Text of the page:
‘We’re not foreign stooges’: President Jokowi asks Indonesians to be more accepting towards foreign workers

Indonesian President Joko Widodo talks to reporters during a news conference at the Bogor Palace, West Java, Indonesia January 15, 2017. REUTERS/Beawiharta
Indonesian President Joko Widodo talks to reporters during a news conference at the Bogor Palace, West Java, Indonesia January 15, 2017. REUTERS/Beawiharta

President Joko Widodo — who has long faced accusations that he and his government are puppets serving the interests of foreign countries and corporations — today spoke about the virtues of opening up jobs to foreign workers.

During a talk in Jakarta today, Jokowi said that Indonesia, as a pluralist country, should be more accepting towards tourists and foreign workers.

“As we mature as a nation, we must be more mature about [the Indonesian motto] Unity in Diversity. We have to be more open to ways of speeding up our country’s progress, and find ways to manage the differences between us, including managing foreigners who want to work with us as long as they bring this country benefit,” Jokowi said, as quoted by Kumparan.

“Do not just say that we are foreign stooges, aseng stooges.”

Aseng is a derogatory slang word used to describe Chinese foreigners that is often used to demean Indonesians of Chinese descent as well.

Jokowi’s words are likely to go down as unpopular among a public concerned with unemployment and fearful of a deluge of foreign workers, especially from China (there were hoaxes going around social media several years ago about there being 10 million Chinese citizens working in Indonesia, when in fact there were only about 21,000 at the time).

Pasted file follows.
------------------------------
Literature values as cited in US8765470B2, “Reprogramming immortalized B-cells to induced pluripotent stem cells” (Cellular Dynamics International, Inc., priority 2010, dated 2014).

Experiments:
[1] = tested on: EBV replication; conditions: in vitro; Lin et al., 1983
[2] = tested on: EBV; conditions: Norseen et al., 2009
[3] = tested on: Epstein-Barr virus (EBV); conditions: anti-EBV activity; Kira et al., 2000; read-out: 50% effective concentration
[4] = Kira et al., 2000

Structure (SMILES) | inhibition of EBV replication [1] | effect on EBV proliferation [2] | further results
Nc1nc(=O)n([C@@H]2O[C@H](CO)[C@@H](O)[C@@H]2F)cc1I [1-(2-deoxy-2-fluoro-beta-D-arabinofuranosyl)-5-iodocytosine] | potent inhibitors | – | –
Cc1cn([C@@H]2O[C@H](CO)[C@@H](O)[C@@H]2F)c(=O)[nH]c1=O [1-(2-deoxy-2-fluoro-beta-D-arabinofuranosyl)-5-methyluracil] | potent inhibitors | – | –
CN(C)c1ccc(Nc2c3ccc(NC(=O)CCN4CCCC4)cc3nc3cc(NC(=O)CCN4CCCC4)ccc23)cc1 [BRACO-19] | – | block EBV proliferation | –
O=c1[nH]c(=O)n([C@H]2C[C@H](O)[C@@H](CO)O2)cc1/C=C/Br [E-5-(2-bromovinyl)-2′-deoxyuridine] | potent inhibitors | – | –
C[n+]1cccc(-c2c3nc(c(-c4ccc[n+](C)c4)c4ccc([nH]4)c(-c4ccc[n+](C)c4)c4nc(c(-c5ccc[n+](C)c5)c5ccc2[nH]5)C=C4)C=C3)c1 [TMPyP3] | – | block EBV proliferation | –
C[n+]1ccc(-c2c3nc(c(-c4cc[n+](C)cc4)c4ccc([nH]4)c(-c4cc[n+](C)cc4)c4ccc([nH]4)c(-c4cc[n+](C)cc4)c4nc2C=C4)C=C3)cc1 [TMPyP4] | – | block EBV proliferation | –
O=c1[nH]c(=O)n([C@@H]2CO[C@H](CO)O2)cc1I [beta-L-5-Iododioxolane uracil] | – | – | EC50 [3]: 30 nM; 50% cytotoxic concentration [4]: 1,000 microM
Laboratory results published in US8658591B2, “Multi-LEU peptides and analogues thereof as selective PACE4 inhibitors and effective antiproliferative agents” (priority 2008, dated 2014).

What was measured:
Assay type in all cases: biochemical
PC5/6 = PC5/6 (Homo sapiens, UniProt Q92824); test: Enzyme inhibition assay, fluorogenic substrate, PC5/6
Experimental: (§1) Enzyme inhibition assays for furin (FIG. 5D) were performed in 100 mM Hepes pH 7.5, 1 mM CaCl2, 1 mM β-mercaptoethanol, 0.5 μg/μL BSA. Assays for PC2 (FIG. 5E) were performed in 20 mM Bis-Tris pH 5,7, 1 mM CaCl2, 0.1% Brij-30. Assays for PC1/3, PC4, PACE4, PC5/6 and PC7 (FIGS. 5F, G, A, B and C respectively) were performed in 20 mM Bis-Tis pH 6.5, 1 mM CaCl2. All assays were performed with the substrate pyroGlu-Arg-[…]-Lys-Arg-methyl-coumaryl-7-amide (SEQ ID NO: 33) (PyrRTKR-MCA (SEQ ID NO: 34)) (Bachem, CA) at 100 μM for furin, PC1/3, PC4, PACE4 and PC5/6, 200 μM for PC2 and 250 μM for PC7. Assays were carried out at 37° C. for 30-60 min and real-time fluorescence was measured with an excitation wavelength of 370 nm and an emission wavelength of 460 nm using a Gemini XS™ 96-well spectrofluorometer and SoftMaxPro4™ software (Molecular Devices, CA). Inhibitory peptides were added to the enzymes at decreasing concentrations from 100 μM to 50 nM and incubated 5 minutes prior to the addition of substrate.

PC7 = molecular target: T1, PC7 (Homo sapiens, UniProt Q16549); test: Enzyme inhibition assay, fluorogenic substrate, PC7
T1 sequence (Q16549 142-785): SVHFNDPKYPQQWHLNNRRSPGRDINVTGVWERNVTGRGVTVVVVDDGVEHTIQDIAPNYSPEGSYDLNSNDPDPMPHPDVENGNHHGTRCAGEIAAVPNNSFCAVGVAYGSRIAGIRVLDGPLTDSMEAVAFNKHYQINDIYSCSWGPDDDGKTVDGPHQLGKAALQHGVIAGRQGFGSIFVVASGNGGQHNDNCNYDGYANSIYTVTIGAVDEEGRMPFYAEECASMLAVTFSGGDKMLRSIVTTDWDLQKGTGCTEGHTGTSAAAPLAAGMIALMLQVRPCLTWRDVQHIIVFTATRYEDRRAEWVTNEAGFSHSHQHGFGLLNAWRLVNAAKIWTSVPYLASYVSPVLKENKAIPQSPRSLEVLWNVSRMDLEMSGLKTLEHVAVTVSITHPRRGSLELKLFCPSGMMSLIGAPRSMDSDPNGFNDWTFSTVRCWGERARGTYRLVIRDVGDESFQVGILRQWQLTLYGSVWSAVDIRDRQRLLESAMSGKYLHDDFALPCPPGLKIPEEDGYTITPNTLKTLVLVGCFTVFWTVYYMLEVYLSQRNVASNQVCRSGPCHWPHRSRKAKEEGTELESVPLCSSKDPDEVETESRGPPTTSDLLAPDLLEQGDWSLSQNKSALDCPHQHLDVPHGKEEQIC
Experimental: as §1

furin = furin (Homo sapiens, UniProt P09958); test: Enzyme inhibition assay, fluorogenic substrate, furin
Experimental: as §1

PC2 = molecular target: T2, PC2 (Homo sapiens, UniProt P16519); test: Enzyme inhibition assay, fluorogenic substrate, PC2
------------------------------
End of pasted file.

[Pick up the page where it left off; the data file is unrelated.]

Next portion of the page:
But having made economic and infrastructure growth the centerpiece of his second term, Jokowi has repeatedly stressed the need to establish a welcoming atmosphere in Indonesia to convince foreigners to invest in the country.

A few weeks ago, Jokowi demanded that his cabinet ministers serve foreign investors better after research by the World Bank showed that Chinese companies choosing to relocate operations to Southeast Asia had bypassed Indonesia in favour of neighbors Vietnam, Malaysia, Thailand and Cambodia.

Jokowi underlined how Indonesia had been slow to take advantage of the silver linings in the ongoing US-China trade war, which has seen supply chains shift as importers from the world’s two largest economies try to avoid paying increased tariffs.

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